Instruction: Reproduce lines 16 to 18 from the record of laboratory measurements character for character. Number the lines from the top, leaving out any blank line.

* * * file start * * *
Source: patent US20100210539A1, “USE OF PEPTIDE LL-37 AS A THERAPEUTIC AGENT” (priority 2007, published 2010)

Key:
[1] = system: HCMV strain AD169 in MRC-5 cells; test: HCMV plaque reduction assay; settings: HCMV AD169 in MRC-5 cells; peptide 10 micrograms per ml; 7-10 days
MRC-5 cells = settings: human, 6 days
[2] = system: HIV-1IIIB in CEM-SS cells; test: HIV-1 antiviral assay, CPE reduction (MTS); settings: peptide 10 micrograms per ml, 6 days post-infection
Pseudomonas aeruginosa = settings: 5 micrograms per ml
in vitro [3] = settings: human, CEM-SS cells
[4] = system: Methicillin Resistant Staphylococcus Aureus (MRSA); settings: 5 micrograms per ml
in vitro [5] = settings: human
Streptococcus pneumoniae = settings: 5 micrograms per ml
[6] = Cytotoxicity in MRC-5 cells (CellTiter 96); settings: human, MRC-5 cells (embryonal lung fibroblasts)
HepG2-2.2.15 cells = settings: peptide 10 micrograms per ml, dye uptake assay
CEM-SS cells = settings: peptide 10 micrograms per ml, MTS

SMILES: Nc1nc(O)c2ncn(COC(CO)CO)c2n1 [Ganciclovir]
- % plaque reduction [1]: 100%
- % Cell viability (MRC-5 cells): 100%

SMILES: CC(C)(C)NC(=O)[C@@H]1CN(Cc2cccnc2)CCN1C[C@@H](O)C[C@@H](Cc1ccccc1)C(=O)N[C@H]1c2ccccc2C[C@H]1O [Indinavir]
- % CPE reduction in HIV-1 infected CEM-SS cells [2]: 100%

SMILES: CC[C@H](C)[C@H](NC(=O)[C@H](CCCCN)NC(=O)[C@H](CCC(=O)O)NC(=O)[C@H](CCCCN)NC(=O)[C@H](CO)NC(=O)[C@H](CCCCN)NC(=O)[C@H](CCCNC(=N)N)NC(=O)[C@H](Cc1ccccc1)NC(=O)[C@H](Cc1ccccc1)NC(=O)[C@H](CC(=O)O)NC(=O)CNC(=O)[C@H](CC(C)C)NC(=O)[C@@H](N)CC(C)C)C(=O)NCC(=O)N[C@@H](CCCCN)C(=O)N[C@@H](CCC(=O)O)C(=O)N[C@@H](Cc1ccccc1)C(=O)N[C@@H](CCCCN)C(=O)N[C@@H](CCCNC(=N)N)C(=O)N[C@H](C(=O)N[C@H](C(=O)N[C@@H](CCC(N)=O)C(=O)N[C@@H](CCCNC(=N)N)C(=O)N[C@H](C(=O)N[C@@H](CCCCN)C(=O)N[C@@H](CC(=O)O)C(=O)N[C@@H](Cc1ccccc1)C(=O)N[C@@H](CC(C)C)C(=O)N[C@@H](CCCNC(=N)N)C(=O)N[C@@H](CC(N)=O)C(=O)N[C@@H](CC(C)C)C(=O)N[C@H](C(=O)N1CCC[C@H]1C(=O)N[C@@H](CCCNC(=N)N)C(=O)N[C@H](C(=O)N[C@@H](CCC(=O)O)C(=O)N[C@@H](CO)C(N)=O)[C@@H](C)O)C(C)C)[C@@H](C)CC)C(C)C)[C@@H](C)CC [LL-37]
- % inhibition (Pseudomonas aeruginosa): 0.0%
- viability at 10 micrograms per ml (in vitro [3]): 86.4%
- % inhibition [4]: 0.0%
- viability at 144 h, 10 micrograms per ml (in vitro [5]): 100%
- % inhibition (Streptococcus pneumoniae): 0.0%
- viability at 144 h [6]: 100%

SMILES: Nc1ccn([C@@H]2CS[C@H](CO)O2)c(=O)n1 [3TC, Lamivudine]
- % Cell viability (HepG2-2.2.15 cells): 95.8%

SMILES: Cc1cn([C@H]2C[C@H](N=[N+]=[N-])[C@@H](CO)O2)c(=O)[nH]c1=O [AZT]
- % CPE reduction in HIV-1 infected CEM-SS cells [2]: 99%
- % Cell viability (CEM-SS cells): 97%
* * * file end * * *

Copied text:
- % Cell viability (MRC-5 cells): 100%

SMILES: CC(C)(C)NC(=O)[C@@H]1CN(Cc2cccnc2)CCN1C[C@@H](O)C[C@@H](Cc1ccccc1)C(=O)N[C@H]1c2ccccc2C[C@H]1O [Indinavir]
- % CPE reduction in HIV-1 infected CEM-SS cells [2]: 100%